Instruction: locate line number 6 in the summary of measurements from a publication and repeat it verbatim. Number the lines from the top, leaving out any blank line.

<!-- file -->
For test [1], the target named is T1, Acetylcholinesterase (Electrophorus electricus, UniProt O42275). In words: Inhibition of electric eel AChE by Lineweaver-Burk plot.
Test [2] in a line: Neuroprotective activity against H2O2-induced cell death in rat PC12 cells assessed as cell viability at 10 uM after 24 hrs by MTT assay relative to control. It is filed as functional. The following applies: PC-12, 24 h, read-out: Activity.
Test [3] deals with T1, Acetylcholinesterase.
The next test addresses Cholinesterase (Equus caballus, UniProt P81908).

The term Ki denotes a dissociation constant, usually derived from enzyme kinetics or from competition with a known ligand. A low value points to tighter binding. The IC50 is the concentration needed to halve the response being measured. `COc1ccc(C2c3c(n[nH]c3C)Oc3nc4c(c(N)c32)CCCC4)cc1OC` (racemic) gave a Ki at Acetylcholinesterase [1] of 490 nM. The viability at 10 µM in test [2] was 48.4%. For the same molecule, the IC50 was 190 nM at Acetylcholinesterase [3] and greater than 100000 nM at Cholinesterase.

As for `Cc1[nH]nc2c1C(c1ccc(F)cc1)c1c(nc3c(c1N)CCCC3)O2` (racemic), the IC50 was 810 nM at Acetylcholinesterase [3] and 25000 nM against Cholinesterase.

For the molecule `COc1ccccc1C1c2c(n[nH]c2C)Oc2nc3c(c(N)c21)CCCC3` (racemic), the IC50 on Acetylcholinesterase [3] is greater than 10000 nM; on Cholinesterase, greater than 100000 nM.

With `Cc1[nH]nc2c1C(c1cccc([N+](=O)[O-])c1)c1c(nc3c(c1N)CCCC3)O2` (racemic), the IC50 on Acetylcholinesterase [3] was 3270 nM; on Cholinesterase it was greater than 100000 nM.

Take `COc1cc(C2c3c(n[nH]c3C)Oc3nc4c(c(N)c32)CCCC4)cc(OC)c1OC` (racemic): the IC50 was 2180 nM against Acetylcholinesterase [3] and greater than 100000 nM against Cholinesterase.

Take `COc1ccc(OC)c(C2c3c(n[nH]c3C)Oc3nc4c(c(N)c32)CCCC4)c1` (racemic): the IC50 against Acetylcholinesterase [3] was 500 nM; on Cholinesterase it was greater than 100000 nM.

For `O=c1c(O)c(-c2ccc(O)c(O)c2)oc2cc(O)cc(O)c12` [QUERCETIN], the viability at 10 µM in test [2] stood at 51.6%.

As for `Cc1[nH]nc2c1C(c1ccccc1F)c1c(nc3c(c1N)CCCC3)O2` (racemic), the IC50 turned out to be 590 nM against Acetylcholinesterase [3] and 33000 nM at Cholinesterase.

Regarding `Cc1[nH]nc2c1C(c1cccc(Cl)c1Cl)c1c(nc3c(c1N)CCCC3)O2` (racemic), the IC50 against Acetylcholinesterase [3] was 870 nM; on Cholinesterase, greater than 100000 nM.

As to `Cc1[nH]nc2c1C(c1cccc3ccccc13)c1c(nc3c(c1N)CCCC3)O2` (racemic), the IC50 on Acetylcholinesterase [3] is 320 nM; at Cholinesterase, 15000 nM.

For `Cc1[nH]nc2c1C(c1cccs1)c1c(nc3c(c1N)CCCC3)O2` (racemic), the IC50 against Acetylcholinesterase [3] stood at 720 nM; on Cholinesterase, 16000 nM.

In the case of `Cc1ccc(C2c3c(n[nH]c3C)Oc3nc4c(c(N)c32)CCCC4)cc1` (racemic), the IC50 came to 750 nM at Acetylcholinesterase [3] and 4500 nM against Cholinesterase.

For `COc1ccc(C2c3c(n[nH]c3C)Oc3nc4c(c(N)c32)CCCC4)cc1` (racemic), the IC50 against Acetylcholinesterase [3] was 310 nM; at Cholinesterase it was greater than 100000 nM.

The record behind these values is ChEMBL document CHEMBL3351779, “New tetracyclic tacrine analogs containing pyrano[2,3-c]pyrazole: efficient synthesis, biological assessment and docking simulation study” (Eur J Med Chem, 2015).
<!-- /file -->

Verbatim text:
As for `Cc1[nH]nc2c1C(c1ccc(F)cc1)c1c(nc3c(c1N)CCCC3)O2` (racemic), the IC50 was 810 nM at Acetylcholinesterase [3] and 25000 nM against Cholinesterase.